For those that don't know, Mesa is an open source implementation of the OpenGL API. It's a key component of the open source graphics stack that powers Linux desktops, as well as many other operating systems. Mesa is the default OpenGL implementation for most Linux distributions and is what makes hardware accelerated OpenGL work "out of the box" on those systems. For this reason, the version number of OpenGL it supports is important if you are developing cross-platform OpenGL applications because it is the baseline version that you can target to get the widest audience.
The Mesa developers are currently preparing the next release.
NeHe wishes you all some nice Christmas days and a good start into the new year!
If you want to get started with OpenGL in web applications using the new standard WebGL, one good way to try your ideas is using webglplayground where you can edit your JS code on the fly and see the results immediately. It is bundled with some libraries to make your life easier.
After getting past the iOS specific hurdles in lesson 01, I finished lesson 02 that shows you how to create a colored triangle by using vertex buffer objects and GLSL shaders!
Go and have a look: iOS Lesson 02
One of the most frequently asked questions in the forums is why the texture loading code from lesson 06 does not compile, complaining about glaux.h not being found.
Well I finally took the time to show you how to get rid of this problem and even better, load textures from a huge variety of file formats with one line of code by using SOIL (Simple OpenGL Image Library).
So read this in conjunction with Lesson 06 for the full fledged texturing experience:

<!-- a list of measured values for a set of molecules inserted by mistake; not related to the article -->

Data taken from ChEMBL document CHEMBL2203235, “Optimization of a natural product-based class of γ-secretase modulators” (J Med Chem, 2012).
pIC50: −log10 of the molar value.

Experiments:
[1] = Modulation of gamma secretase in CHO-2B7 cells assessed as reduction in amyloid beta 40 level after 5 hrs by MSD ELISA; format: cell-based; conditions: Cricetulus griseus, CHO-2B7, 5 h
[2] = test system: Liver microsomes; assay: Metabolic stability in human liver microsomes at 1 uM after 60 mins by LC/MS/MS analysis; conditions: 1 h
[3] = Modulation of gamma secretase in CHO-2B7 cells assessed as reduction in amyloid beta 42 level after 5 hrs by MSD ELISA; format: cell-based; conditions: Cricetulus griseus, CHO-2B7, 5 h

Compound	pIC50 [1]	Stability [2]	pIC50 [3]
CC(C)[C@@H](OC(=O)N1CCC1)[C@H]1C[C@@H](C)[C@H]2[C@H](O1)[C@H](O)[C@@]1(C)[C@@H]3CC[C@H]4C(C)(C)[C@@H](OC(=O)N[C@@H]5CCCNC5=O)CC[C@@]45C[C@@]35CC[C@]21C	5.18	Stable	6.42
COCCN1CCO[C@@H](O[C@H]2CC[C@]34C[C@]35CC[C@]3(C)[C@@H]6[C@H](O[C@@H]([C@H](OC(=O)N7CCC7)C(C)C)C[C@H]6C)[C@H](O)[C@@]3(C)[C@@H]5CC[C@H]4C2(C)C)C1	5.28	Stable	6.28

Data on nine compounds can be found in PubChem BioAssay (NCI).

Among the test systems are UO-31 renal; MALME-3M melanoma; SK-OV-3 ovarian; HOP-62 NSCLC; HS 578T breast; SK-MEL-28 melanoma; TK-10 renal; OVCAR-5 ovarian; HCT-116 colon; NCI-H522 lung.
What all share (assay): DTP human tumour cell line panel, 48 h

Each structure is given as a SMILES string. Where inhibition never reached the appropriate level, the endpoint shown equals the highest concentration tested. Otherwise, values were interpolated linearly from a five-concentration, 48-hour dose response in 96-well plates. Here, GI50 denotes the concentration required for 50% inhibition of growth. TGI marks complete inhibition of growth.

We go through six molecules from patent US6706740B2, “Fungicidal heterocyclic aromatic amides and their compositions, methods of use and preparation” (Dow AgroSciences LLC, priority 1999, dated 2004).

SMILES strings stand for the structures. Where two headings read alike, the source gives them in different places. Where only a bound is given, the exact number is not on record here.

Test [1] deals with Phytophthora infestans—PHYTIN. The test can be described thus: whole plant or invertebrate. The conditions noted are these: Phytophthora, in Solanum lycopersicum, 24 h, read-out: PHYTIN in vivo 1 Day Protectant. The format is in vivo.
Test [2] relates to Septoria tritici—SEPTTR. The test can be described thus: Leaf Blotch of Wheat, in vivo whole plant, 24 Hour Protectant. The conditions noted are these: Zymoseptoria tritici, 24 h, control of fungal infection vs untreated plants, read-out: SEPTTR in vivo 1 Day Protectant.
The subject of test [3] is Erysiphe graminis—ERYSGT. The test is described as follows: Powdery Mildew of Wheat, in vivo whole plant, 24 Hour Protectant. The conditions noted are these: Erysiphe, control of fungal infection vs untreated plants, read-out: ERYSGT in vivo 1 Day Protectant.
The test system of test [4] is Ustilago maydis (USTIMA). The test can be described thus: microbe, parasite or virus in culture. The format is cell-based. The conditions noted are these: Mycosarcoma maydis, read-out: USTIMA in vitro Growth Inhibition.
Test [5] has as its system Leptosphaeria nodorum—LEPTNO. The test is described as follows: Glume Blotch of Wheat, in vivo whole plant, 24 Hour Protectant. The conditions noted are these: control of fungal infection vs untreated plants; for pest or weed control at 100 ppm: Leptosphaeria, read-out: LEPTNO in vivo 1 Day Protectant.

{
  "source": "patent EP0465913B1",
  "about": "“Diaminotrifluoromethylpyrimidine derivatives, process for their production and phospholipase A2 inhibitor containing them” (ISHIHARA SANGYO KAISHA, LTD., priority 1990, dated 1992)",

Great news: I finally finished the first lesson in our new iOS series! Have a look in the menu on the right under Mobile Tutorials.
And from today on I'll have more time to work on new lessons so stay tuned, more to come soon!
I'm happy about any kind of feedback about the lesson as well, please use the forum linked at the bottom of the lesson for that.
Go have a look!
APITrace is a graphics debugging tool for tracing and logging calls to OpenGL and D3D to allow you to debug graphics applications. It's written in QT and is entirely cross-platform and open source. I haven't had a chance to play with it yet, but the screenshots speak for themselves:
For those of you interested in the most up to date OpenGL coding: There's a nice pack of sample applications for all OpenGL versions up to 4.2. It doesn't contain a lot of comments, nor does it use the features for complex effects, but they still show how to set up all the different new features! Definitely worth a look if you're using modern OpenGL...
Following on from the release announcement of OpenGL 4.2 a few days ago, AMD have just released a new driver which supports the new specification. It is a *BETA* driver and is available at the following locations:
Yeah, I know.. I know! about time!
Some of you have found it already, but for those who haven't you can find it over at http://twitter.com/#!/nehegl